Section 8: The Sewers

Part of the sewer under Midtown

Location: City of Kokand
Population: Unknown
Primary Function: Sewer
Primary Social Class: N/A

PLACES OF NOTE

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Located in Section 8 (No Map)

Like most large trade cities, Kokand has an extensive and well-maintained sewer system, thanks to the advancements of their technological dwarf allies. Most homes in Kokand have running water and indoor plumbing, including privies that pump in water via hand pumps and drain it away into the city sewers.

The sewers are well designed and sturdily built, with carefully cut stones and arched supports to keep the tunnels from collapsing.

The largest sewer tunnels measure about sixteen feet wide. A channel ten feet wide flows through the middle of the tunnel, with a three-foot ledge on either side that stays dry in theory (in reality, even these walkways are under a foot or two of water after a heavy rain). The channel is ten feet deep. The ceilings in these main tunnels are about eight feet high, except where a sewer grate offers access to the surface, at which point the ceiling is about fifteen feet high. At some intersections, stone bridges about two feet wide arch a couple feet above the level of walkways, enabling one to get from one side to the other while still allowing the water and sewage to flow beneath.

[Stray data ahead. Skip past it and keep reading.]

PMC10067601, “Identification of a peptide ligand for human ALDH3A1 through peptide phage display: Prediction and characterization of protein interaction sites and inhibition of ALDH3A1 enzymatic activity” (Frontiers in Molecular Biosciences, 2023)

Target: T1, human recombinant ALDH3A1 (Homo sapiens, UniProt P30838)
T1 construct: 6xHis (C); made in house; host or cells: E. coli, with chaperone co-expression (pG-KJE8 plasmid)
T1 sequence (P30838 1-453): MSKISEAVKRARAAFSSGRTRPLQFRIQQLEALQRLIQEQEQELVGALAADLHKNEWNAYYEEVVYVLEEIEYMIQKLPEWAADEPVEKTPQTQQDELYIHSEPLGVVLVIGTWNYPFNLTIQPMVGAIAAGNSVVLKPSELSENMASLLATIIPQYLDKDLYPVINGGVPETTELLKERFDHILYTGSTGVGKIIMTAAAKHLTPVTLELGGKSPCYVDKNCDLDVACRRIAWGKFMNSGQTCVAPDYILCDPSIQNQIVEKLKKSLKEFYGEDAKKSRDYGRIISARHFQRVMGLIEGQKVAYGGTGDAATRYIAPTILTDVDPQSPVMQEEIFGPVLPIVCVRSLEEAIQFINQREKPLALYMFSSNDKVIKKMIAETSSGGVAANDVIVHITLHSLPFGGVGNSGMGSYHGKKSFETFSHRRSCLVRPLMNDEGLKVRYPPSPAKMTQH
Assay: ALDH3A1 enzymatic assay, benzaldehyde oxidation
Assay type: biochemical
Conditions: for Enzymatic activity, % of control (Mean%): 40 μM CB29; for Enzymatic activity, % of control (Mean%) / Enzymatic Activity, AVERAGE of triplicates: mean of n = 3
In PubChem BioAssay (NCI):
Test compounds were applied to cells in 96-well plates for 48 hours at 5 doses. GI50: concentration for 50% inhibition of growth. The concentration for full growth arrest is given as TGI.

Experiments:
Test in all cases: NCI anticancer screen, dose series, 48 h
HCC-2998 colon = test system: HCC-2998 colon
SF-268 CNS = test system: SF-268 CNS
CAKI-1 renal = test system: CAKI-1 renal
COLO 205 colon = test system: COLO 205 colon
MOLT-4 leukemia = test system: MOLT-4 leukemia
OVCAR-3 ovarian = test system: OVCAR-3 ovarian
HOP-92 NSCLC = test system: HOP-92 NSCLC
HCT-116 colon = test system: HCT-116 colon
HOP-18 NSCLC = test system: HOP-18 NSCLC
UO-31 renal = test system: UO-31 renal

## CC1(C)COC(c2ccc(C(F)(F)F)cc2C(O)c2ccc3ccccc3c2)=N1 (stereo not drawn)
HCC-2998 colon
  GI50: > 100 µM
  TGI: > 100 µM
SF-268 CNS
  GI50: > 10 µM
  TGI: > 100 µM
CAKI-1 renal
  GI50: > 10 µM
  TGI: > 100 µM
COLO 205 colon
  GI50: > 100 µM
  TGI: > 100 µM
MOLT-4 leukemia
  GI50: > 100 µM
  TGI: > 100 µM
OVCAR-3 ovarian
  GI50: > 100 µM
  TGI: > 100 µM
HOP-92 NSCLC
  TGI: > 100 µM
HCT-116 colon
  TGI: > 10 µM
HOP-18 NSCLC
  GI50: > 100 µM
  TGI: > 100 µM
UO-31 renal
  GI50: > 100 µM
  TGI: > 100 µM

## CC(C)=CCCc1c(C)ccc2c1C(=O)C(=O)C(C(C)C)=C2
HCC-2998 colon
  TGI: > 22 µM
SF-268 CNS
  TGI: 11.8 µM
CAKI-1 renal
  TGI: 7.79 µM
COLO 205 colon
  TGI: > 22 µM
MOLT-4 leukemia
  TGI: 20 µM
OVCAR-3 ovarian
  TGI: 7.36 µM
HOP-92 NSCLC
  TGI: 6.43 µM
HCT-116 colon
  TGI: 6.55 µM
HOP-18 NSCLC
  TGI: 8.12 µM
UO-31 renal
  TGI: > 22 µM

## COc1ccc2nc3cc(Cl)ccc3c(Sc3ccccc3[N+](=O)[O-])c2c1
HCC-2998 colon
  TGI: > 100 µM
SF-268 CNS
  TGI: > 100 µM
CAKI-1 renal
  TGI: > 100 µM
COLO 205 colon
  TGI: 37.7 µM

A middle-sized sewer tunnel measures about ten feet wide. Here the central channel is six feet wide and six feet deep, with only two foot wide walkways. The current of the flowing water is sometimes stronger in these tunnels than in larger ones.

The smallest sewer tunnels are merely drainage conduits about two and a half feet in diameter. They typically hold only a trickle of water, except during a heavy rain. These are large enough for a human to crawl through very uncomfortably with some risk of getting stuck. A smaller creature (a halfling, a dire rat, or a ratling) risks no chance of getting stuck.